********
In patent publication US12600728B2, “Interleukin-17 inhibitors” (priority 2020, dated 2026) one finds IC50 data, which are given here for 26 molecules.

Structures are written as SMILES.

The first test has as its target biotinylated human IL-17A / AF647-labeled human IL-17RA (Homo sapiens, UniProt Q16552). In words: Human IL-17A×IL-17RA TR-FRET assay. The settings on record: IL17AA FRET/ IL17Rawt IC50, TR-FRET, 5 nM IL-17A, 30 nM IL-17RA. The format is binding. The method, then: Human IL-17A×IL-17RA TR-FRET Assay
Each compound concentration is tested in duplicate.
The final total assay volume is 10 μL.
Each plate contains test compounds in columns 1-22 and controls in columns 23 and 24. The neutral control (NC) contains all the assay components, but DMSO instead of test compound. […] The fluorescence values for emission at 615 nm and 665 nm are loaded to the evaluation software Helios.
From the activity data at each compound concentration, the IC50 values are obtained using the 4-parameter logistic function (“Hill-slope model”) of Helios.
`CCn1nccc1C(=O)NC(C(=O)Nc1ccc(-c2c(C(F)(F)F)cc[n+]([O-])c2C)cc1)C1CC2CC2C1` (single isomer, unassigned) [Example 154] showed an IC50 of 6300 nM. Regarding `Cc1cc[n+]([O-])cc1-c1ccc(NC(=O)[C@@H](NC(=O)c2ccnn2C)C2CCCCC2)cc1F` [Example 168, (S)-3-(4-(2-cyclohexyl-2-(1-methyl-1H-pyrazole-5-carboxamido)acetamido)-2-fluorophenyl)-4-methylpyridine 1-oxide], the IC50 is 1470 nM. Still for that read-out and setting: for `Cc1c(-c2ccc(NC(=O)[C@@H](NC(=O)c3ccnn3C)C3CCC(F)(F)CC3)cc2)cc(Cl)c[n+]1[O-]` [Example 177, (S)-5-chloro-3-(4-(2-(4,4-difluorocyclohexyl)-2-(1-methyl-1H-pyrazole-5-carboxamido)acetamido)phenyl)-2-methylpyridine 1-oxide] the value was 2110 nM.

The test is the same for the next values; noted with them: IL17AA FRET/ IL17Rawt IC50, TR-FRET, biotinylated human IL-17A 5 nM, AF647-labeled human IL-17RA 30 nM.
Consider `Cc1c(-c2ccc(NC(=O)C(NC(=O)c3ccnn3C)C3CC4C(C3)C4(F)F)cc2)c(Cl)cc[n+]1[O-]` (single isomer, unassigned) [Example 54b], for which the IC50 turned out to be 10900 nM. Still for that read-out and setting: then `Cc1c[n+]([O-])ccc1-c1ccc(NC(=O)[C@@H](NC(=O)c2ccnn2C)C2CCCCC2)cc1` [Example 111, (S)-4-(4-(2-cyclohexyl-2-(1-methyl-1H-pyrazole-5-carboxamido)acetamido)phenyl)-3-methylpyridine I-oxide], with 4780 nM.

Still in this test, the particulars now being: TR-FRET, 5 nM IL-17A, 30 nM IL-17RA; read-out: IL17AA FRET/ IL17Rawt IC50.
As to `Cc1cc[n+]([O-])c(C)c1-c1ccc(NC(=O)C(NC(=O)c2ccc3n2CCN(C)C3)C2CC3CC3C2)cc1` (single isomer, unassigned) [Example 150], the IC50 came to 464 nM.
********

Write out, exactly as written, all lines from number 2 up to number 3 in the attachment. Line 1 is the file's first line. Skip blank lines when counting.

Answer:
Structures are written as SMILES.

The first test has as its target biotinylated human IL-17A / AF647-labeled human IL-17RA (Homo sapiens, UniProt Q16552). In words: Human IL-17A×IL-17RA TR-FRET assay. The settings on record: IL17AA FRET/ IL17Rawt IC50, TR-FRET, 5 nM IL-17A, 30 nM IL-17RA. The format is binding. The method, then: Human IL-17A×IL-17RA TR-FRET Assay